This page has been validated.



This noticeable fact about the Pleiades is not very new. The late Mr. R. A. Proctor called attention to it forty or fifty years ago. But another group of stars in the constellation of the Bull was only noticed quite lately, by Mr. Lewis Boss, a great American astronomer. The movements of these stars are so slow—such a snail's "crawl"—that it required very great care and skill to measure

Voyage in Space page280.png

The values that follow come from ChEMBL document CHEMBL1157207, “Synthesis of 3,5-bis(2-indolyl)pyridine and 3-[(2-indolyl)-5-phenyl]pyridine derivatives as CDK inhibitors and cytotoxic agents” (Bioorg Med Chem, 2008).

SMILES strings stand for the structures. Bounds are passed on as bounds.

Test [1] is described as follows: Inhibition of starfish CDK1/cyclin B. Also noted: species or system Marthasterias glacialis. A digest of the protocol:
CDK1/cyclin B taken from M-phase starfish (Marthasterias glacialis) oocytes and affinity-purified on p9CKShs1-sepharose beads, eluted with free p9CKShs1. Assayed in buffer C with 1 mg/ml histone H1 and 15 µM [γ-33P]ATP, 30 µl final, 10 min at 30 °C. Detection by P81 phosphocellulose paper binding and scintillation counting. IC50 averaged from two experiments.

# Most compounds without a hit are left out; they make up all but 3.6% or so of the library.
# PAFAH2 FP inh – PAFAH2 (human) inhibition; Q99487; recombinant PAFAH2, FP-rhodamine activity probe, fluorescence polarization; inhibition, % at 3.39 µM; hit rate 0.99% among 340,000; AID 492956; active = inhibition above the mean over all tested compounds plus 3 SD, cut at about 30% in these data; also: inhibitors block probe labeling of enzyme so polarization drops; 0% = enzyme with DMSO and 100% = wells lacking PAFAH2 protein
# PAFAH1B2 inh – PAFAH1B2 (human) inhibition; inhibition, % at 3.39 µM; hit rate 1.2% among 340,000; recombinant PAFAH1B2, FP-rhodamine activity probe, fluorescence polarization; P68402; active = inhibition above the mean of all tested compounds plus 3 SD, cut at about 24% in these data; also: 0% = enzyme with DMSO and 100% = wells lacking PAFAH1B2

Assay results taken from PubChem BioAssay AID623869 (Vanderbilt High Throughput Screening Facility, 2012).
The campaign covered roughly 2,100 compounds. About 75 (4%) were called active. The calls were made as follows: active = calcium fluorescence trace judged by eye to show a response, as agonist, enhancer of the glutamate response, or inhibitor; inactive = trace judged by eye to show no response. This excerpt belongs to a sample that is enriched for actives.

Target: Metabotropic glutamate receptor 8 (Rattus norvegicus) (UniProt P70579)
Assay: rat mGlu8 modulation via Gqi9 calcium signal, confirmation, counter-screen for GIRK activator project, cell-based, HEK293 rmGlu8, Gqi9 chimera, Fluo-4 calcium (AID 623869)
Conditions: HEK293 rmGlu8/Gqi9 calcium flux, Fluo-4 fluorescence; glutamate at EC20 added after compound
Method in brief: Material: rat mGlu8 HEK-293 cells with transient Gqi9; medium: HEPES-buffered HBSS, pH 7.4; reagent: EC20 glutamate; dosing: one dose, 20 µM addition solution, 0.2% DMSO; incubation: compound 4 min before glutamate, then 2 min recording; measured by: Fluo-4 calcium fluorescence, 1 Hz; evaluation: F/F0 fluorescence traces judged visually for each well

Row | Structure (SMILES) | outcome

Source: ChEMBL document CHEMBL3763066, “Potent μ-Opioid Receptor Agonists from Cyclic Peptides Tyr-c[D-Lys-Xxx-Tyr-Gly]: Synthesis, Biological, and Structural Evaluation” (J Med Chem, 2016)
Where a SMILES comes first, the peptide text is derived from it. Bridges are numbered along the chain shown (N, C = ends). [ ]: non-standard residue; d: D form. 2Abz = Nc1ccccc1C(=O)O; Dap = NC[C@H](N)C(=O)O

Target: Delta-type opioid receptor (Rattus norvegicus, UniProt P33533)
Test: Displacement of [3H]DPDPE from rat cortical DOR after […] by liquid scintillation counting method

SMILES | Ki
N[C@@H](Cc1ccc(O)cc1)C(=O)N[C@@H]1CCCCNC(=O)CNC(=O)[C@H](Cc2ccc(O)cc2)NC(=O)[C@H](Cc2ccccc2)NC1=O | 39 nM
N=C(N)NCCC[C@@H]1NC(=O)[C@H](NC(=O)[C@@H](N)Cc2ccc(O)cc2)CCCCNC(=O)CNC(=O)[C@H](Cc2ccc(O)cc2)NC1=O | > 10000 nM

Fig. 91.

them. The main point about the arrows in Fig. 91 (which again represent the movements in a given time about 50,000 years) is that they are not parallel to each other, but would meet in a point if carried far enough. It looks as though the stars would collide with one another at some time in the future, but that need not be the case. If you stand on the railway, where the lines run straight they will seem to meet in the distance, whereas we know that they always remain the same distance